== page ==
Art/Design, Sustainability

Is the 100-mile long mirror skyscraper city Sustainable?

Or just a PR stunt?

words by: Sahar Khraibani
Aug 28, 2022

The Line, a 500-meter-tall linear city that will be constructed as part of Neom near the Red Sea, has been unveiled in a video simulation by the Saudi Arabian government. This would be part of Neom, a Saudi city being built in the Tabuk Province in northwestern Saudi Arabia. “It is planned to incorporate smart city technologies and to function as a tourist destination.” Geographically speaking, the site is north of the Red Sea, east of Egypt across the Gulf of Aqaba, and south of Jordan.

 

The megastructure, which will cover 170 kilometers of northwest Saudi Arabia, will be 500 meters tall, but only 200 meters wide. It will have a mirrored façade. The Line was created as a striking contrast to conventional cities, which normally extend outward from a central location.

 

It is advertised as follows:

“No roads, cars or emissions, it will run on 100% renewable energy and 95% of land will be preserved for nature. People’s health and wellbeing will be prioritized over transportation and infrastructure, unlike traditional cities. Only 200 meters wide, but 170 kilometers long and 500 meters above sea level. THE LINE will eventually accommodate 9 million people and will be built on a footprint of just 34 square kilometers. This will mean a reduced infrastructure footprint, creating never-before-seen efficiencies in city functions. The ideal climate all-year-round will ensure that residents can enjoy the surrounding nature. Residents will also have access to all facilities within a five-minute walk, in addition to high-speed rail – with an end-to-end transit of 20 minutes.”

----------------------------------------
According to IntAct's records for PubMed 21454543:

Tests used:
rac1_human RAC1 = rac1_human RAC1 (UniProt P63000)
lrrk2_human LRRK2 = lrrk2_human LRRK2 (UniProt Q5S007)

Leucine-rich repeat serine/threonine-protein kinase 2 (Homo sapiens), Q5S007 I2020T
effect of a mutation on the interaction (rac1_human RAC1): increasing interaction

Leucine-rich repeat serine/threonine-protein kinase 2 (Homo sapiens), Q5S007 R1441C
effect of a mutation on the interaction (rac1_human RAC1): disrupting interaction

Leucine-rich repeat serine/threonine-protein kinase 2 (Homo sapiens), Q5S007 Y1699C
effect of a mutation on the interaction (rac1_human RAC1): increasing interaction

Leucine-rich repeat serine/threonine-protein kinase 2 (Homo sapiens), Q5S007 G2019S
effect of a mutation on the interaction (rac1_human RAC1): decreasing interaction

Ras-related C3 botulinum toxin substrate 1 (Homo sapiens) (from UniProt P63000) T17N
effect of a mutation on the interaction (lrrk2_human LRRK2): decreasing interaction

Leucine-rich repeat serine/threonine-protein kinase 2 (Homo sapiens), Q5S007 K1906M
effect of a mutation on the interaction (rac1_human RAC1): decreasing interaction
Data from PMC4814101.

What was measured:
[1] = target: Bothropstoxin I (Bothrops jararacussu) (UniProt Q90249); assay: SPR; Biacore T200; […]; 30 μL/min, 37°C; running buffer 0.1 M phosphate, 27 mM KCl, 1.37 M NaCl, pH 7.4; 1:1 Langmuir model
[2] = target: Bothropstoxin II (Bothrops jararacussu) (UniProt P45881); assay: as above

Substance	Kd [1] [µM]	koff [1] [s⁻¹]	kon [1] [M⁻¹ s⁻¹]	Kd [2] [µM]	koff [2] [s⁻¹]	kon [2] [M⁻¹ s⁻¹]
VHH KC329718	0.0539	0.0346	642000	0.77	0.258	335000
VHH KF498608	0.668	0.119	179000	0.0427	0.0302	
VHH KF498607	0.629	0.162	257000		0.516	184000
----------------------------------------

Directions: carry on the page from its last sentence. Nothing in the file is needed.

A lot of talk on social media started out being fascinated with this structure. But slowly, as time passed, this seemed more like a PR stunt, and less an environmentally conscious architecture proposal. Many have gone on social media to ask questions such as: “What needs is this city really answering?”, “Who will be living there?”, “Will they be working within the confines of the “line,” or will they have to commute to an outside location?”

 

The project’s ethos is to put humans first and usher a civilizational revolution by implementing radical change in urban planning. And while this ambitious architectural endeavor offers many solutions when it comes to urban crowding and issues arising from that, it still would need humans to be able to live in it in order for it to not end up a ghost town like many other structures (which would naturally cause more harm than good and contribute to more waste of resources).

 

The city’s vertically tiered settlements will challenge conventional flat, horizontal cities and will supposedly serve as a model for improved human livability and the preservation of nature. It is meant to shine a light on possible alternative ways to live in urban spaces such as cities.

 

Any new venture is always bound to be faced with criticism. Though the sustainability criticism here is valid, and would require more answers, this ambitious project could actually offer solutions for human life and its longevity on this Earth. After all, many cities are already experimenting with microclimates and alternative ways to survive during our times.

 

Will this just be another Liberland, the Metaverse city?

 

Photo via Neom